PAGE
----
Spectacular counterpart of hyenas in South America

 The role of bone-crunching scavenger is taken

  • in Africa and Asia by hyenas, and
  • in Australia (in a minor way because its body mass is only about 6.5 kg) by Sarcophilus.

I assume that, in the Pleistocene, Sarcophilus extended to New Guinea. And for now I will exclude any gaps presented by southeast Asia.

I have already covered Madagascar (https://www.inaturalist.org/journal/milewski/67599-which-animal-scavenged-bones-in-madagascar#).
This raises the question: why do we not hear of any bone-crunching scavengers in South America?
Here, I suggest that not only was there a bone-crunching scavenger in South America, but it was exceptionally large.
As a preamble, let me point out that assessment of the fauna of South America is complicated by two factors. These are

  • the megafaunal extinctions at the start of the Holocene, and
  • the unrivalled proliferation of rodents in the Neotropics.

Rodents, although gnawing bones only incidentally, are numerous, diverse, and in some cases large-bodied, in South America. So much so that it is easy to imagine them consuming any large bones available, without even being noticed doing this.
While I still think the current absence of any obvious bone-crunching scavengers (apart from, perhaps, peccaries) in South America is puzzling, let us put this puzzle aside, and ask ourselves: which animals filled this niche just before the megafaunal extinctions?
The obvious candidates are the genus Arctotherium of the tremarctine bears.
One way to think of Arcotherium is as a ‘superhyena’, with body mass an order of magnitude more than that of any living hyena, and extremely long legs suited to great mobility.
His may lead to the realisation that, at least until the end of the Pleistocene, South America not only had a bone-crunching scavenger, but had the ‘ultimate’ bone-crunching scavenger.

For, just as the sabretooth felid of the Pampas, Smilodon imperator, was the largest cat ever to live on Earth, so Arctotherium was probably the largest bear ever to live on Earth.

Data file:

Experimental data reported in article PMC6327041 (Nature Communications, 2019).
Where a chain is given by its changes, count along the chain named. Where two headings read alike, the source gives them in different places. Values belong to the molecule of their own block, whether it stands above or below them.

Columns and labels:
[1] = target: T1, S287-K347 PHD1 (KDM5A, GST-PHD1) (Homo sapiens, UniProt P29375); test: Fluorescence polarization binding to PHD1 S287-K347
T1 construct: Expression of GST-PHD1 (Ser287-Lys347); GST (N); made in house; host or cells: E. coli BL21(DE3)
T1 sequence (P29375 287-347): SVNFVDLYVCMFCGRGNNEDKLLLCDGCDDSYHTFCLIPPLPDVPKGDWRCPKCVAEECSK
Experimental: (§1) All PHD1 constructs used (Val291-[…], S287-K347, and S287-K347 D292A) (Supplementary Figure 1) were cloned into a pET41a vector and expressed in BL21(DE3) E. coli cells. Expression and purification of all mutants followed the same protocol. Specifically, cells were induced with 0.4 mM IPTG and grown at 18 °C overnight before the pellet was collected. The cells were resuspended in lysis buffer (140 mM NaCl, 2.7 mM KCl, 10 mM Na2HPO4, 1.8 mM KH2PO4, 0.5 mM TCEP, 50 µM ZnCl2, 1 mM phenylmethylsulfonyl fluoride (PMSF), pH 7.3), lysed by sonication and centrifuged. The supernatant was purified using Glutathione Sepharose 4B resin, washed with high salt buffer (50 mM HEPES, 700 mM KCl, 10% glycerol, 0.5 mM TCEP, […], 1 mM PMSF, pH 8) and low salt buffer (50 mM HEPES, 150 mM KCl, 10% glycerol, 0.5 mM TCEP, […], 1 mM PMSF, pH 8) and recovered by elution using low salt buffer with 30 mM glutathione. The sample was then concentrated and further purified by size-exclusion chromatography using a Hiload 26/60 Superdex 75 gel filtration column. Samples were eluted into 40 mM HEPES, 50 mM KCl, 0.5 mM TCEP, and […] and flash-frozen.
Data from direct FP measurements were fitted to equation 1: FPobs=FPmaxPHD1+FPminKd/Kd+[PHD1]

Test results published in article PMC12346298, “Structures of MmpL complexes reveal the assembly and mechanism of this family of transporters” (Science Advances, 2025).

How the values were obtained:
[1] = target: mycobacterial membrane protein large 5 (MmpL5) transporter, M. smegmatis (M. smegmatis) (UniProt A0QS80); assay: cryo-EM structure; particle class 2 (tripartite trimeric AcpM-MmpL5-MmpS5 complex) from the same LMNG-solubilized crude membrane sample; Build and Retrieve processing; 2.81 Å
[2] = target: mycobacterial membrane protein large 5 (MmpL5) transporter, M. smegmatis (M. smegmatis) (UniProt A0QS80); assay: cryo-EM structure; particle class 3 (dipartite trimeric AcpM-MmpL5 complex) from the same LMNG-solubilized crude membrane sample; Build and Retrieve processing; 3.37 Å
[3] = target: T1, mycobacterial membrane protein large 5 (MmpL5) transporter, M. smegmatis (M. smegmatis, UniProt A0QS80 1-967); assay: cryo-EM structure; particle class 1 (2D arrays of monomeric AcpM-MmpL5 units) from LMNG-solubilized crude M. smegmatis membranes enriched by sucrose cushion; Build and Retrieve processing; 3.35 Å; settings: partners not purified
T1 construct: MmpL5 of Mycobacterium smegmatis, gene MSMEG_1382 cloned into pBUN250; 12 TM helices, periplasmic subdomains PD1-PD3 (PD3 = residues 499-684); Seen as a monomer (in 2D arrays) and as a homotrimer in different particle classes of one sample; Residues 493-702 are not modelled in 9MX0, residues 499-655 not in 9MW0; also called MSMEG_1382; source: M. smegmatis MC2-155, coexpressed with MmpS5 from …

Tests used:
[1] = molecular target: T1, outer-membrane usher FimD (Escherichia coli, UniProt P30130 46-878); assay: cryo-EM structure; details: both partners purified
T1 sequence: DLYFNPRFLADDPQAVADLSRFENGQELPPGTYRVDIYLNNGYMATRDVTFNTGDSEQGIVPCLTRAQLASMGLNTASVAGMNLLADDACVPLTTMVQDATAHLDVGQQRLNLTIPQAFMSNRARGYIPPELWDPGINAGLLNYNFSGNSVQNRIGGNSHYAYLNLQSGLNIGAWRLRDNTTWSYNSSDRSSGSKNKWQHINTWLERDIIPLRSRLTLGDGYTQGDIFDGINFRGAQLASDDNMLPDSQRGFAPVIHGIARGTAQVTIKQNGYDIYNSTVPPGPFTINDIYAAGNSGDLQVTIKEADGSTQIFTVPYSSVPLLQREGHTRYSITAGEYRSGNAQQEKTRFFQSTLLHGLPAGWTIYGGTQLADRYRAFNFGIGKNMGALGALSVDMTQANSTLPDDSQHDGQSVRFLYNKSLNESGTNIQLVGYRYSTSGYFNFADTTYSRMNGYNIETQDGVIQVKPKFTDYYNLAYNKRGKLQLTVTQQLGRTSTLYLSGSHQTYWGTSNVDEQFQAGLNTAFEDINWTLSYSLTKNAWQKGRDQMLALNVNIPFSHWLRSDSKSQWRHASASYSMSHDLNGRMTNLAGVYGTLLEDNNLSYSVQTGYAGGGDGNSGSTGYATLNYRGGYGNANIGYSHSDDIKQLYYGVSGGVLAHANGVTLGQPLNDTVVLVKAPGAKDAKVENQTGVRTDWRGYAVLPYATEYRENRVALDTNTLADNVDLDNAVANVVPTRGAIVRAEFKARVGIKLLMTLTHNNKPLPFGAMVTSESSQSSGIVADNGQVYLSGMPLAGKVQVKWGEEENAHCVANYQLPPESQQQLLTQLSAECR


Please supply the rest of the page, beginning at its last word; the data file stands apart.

And it seems reasonable to assume that the latter scavenged the bones left by the former – a wonderful thing to ponder when we consider the extreme differences and the extreme specialisations in the jaws and dentitions of the two genera.

While Smilodon was ‘the ultimate sabretooth’ with teeth extremely specialised for slicing, but at the same time extremely vulnerable to fracture, Arctotherium complemented this by evolving a dentition that could hardly be more durable in processing large, hard objects by blunt, brute force.
By comparison with this bear, all other known bone-crunching scavengers show a kind of compensation for their limited size.

Crocuta has a skull of modest size, even relative to its body, but relies on an extremely ‘dexterous’ use of its teeth, breaking large bones not with its molars but with one conical premolar on each side.

Sarcophilus relies on uncomplicated force (which is inadequate for breaking bones even as large as the largest bones of kangaroos) and compensates for the inevitable fracturing of its unspecialised teeth by having a naturally short lifespan of about 6 years – which means that it runs out of life and becomes senescent before it runs out of teeth.
Although the existence of Arctotherium is well-known (and as you can see from the artwork below prominent in the imaginations of those who study such matters), there are two points, emerging from this, which I think have been underplayed.
Firstly, Arctotherium is usually portrayed as a predator first and a scavenger second.

I see no particular reason to frame it this way. It seems as logical, and more biogeographically meaningful, to assume that it was a scavenger first, and a predator second.

And, if so, the way we should think of Arctotherium is as ‘the ultimate megafaunal scavenger’ among the mammals.

Arctotherium angustidens:

Posted on September 02, 2022 07:01 AM by milewski milewski


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